Bones’ honest Ryder Cup assessments     

by | Sep 21, 2021 | 0 comments

Jim "Bones" Mackay (Photo by Sam Greenwood/Getty Images)

Ivan Morris

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Jim ‘Bones’ Mackay, long-time caddie to Phil Mickelson and more recently a roving on-course, golf analyst for NBC TV, has made some interesting observations about this week’s Ryder Cup.

He has boiled the outcome down to “the team that holes the most 20 footers wins!” Well, sorry Bones, but that’s a lottery and I wouldn’t want to be depending on guessing that to help me predict the outcome at the bookies.

Bones also has utmost faith in Team USA Captain, Steve Sticker. He can’t praise him enough. He says the U.S team has “the required length off the tee to have a slight advantage” over the Europeans.

I say it won’t be seen as much of an advantage if the Americans spend an entire three days of golf looking up at greens with a European golf ball nestled close to the pin. Nor am I convinced that Stricker has the passion and emotional strength to induce the Yanks to perform at their best. He has never shown that trait in his character previously. How many majors has he won, by the way?

In matches of 18-holes duration, anyone can beat anyone, and anybody can win. One mistake and one birdie ‘against the head’ back-to-back can mean the momentum has shifted irreversibly, there’s no way back and almost certain defeat is staring you in the face.

Ryder Cups are not played on paper or an OGWR chart. The Euros are always more emotionally up for a battle against the tide and see themselves as fighting for a cause. To be frank, if Europe did not see it that way, they would never win.

Bones has expressed serious doubts about three Team USA players: Collin Morikawa has a bad back, Bryson DeChambeau’s has damaged hands (due to over-practicing for a long driving competition and Brooks Koepka has a bad attitude (according to Bones and other commentators). I can’t comment on that because I don’t know if it is true or, how true it might be? I do know Dustin Johnson and Brooks were at loggerheads and reportedly close to blows during the last matches in Paris. Can’t imagine them being buddy-buddies this time, can you?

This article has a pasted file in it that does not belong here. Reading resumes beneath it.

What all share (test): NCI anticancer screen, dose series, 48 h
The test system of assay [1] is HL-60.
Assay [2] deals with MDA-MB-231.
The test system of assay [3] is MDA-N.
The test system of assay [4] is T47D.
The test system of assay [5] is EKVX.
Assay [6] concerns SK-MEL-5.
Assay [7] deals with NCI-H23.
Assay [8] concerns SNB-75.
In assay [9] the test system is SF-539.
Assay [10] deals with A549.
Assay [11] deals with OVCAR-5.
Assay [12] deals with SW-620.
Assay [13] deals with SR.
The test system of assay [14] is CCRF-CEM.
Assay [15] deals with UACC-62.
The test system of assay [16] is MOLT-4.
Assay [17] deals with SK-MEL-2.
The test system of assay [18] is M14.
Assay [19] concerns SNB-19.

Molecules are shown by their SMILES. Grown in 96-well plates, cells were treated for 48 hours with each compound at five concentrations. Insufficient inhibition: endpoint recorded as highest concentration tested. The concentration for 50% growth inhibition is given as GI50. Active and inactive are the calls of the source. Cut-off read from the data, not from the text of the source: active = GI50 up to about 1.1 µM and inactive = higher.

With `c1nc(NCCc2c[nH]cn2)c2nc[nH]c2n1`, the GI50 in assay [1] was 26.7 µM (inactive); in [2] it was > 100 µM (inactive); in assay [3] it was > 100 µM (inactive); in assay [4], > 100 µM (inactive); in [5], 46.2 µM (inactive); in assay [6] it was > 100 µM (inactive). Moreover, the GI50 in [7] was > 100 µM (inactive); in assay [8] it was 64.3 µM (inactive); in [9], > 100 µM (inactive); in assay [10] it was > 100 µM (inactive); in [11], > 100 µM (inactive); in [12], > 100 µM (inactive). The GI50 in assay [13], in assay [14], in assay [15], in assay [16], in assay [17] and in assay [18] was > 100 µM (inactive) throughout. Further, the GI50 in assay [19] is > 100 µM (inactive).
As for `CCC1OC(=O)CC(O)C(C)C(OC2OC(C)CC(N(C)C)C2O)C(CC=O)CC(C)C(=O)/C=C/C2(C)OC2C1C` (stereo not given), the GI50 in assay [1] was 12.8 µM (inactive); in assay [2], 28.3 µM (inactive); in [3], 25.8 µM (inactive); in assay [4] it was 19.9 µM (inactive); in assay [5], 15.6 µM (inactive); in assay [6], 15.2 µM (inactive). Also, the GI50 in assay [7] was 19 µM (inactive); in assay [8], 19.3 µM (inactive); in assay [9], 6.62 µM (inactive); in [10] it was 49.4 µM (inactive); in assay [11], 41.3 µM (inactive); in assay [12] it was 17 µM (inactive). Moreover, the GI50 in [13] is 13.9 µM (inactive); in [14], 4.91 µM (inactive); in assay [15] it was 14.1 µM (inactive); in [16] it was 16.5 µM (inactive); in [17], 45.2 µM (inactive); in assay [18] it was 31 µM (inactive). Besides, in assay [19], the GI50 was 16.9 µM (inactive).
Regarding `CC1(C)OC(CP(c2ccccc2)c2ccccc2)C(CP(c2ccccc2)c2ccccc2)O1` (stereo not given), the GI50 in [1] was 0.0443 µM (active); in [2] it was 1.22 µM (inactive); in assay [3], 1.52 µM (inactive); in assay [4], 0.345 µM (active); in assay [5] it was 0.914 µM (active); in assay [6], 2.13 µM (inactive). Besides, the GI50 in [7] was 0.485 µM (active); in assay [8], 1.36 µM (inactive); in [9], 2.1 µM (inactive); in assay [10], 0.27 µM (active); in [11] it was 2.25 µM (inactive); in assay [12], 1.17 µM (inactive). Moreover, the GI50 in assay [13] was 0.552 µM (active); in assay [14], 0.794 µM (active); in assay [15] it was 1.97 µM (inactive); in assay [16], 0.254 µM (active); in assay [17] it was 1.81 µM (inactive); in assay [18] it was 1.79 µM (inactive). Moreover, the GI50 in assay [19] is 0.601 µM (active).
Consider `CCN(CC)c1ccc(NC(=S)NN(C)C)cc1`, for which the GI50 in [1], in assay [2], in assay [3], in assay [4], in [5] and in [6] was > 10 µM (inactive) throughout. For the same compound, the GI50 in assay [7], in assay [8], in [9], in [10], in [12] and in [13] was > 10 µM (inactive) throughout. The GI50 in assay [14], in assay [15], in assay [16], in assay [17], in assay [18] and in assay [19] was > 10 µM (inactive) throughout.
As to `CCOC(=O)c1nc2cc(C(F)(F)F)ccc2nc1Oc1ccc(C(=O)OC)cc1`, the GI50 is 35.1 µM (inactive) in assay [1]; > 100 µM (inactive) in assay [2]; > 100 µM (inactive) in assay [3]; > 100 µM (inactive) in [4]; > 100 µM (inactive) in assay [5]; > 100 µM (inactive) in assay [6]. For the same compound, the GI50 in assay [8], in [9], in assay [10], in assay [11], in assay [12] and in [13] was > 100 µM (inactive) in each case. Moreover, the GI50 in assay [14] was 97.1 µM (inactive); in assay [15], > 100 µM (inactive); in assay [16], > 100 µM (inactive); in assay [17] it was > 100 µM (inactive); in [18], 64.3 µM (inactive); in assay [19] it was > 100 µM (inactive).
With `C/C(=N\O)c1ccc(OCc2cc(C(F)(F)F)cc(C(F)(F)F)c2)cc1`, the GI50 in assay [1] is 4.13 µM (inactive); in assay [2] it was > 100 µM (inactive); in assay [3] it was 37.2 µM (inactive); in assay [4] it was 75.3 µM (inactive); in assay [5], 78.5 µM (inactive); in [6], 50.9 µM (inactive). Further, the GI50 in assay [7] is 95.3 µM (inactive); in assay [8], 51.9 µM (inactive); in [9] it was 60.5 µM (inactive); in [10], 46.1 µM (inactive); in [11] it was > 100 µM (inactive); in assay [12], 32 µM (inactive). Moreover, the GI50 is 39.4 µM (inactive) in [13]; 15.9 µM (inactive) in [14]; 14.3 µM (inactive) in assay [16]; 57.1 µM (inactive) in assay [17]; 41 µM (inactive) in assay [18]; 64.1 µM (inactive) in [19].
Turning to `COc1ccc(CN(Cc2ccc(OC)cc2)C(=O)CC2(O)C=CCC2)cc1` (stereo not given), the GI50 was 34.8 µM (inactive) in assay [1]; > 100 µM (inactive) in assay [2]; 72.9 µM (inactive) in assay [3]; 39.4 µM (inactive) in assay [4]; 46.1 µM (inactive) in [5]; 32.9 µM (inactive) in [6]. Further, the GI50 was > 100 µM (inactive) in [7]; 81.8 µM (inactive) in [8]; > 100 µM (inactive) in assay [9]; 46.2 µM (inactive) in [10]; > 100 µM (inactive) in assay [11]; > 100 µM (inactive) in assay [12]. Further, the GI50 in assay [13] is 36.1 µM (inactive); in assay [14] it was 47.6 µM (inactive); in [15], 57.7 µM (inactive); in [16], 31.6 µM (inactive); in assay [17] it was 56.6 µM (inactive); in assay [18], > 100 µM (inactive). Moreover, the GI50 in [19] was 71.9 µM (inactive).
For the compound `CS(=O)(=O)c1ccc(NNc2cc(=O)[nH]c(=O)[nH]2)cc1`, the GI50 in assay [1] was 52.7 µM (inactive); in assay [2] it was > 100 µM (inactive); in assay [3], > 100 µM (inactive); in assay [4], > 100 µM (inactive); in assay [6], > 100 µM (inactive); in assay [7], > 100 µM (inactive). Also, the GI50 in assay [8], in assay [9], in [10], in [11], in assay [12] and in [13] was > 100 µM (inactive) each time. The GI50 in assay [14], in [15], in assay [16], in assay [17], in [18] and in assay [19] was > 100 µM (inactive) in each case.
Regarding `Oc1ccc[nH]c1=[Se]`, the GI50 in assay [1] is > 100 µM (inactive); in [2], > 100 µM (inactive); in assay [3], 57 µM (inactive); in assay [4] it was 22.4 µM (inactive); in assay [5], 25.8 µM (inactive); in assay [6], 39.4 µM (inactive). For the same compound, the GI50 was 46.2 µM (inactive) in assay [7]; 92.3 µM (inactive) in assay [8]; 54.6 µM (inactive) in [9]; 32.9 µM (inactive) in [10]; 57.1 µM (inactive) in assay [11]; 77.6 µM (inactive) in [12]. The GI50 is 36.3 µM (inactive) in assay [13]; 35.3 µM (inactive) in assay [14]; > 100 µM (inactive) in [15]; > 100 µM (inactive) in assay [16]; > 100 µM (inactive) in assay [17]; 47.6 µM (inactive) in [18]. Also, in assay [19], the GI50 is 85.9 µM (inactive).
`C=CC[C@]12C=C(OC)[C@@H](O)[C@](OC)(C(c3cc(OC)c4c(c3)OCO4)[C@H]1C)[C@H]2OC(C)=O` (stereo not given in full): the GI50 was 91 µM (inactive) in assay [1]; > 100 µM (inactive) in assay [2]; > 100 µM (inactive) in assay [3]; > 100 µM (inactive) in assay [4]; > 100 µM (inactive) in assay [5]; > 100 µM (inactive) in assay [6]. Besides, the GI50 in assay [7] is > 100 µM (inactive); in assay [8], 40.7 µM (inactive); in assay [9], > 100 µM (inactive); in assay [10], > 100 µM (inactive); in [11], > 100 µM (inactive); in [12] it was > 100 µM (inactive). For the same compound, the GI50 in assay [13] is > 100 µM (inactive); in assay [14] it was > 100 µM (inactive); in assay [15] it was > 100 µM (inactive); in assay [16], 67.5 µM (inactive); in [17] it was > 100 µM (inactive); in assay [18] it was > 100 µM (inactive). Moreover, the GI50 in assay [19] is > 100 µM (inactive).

My most serious doubts are about the me, me, me attitude of American Society as a whole. It’s not easy for an entire group to change just for one week every other year or two, or three. Sports teams are often perceived to be as weak as their weakest link. Unless the Americans can feel ‘a deep pain of loss’ on foot of the result they suffered in Paris last time their chances of winning this time are reduced immensely.

I can’t imagine any team captained by Padraig Harrington to be found wanting in the passion, emotional and commitment departments. The Americans will have to play a lot better than the Europeans to manage to beat them on what has been termed the most European (sic. Irish) style venue ever used in America.

The Ryder Cup format suits Europe and not U-S-A. Nevertheless, my biggest worry is that nothing is certain and, the U-S-A is well capable of winning if they go the right way about it. As Europe will invariably go the right way about it, will the American’s golf be good enough? Sometime it is bound to happen and that is the (big) unanswered conundrum.

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